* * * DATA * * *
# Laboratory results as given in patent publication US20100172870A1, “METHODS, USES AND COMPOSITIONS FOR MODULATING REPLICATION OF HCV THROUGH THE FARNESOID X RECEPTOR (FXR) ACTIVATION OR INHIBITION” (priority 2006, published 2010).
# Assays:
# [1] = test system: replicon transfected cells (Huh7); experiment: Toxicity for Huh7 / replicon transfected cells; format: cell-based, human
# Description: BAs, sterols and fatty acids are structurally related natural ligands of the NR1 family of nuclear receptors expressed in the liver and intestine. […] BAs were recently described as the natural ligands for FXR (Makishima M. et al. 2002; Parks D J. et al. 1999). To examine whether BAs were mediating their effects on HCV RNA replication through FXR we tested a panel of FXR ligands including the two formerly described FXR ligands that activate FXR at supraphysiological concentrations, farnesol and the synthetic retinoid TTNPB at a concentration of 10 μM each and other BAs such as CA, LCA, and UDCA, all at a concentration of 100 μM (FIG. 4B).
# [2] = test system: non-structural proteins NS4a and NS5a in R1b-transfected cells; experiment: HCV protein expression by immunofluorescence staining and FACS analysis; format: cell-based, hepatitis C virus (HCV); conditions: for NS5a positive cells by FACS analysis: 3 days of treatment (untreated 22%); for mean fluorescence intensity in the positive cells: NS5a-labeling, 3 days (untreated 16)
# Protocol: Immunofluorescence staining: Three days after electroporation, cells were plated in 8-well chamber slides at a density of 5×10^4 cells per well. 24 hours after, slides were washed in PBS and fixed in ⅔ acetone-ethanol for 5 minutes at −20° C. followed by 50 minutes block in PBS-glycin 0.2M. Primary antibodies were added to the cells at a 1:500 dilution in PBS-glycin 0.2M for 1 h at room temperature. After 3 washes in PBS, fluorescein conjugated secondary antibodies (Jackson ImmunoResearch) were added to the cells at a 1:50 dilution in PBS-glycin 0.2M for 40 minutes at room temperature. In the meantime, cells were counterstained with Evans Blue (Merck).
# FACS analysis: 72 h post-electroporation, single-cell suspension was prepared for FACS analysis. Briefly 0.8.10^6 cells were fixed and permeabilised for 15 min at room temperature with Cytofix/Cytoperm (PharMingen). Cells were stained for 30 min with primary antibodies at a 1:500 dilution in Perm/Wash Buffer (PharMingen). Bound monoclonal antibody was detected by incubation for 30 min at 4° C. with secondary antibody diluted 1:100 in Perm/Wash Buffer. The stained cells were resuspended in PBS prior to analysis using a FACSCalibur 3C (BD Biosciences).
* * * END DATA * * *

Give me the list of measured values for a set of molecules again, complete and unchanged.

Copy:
# Laboratory results as given in patent publication US20100172870A1, “METHODS, USES AND COMPOSITIONS FOR MODULATING REPLICATION OF HCV THROUGH THE FARNESOID X RECEPTOR (FXR) ACTIVATION OR INHIBITION” (priority 2006, published 2010).
# Assays:
# [1] = test system: replicon transfected cells (Huh7); experiment: Toxicity for Huh7 / replicon transfected cells; format: cell-based, human
# Description: BAs, sterols and fatty acids are structurally related natural ligands of the NR1 family of nuclear receptors expressed in the liver and intestine. […] BAs were recently described as the natural ligands for FXR (Makishima M. et al. 2002; Parks D J. et al. 1999). To examine whether BAs were mediating their effects on HCV RNA replication through FXR we tested a panel of FXR ligands including the two formerly described FXR ligands that activate FXR at supraphysiological concentrations, farnesol and the synthetic retinoid TTNPB at a concentration of 10 μM each and other BAs such as CA, LCA, and UDCA, all at a concentration of 100 μM (FIG. 4B).
# [2] = test system: non-structural proteins NS4a and NS5a in R1b-transfected cells; experiment: HCV protein expression by immunofluorescence staining and FACS analysis; format: cell-based, hepatitis C virus (HCV); conditions: for NS5a positive cells by FACS analysis: 3 days of treatment (untreated 22%); for mean fluorescence intensity in the positive cells: NS5a-labeling, 3 days (untreated 16)
# Protocol: Immunofluorescence staining: Three days after electroporation, cells were plated in 8-well chamber slides at a density of 5×10^4 cells per well. 24 hours after, slides were washed in PBS and fixed in ⅔ acetone-ethanol for 5 minutes at −20° C. followed by 50 minutes block in PBS-glycin 0.2M. Primary antibodies were added to the cells at a 1:500 dilution in PBS-glycin 0.2M for 1 h at room temperature. After 3 washes in PBS, fluorescein conjugated secondary antibodies (Jackson ImmunoResearch) were added to the cells at a 1:50 dilution in PBS-glycin 0.2M for 40 minutes at room temperature. In the meantime, cells were counterstained with Evans Blue (Merck).
# FACS analysis: 72 h post-electroporation, single-cell suspension was prepared for FACS analysis. Briefly 0.8.10^6 cells were fixed and permeabilised for 15 min at room temperature with Cytofix/Cytoperm (PharMingen). Cells were stained for 30 min with primary antibodies at a 1:500 dilution in Perm/Wash Buffer (PharMingen). Bound monoclonal antibody was detected by incubation for 30 min at 4° C. with secondary antibody diluted 1:100 in Perm/Wash Buffer. The stained cells were resuspended in PBS prior to analysis using a FACSCalibur 3C (BD Biosciences).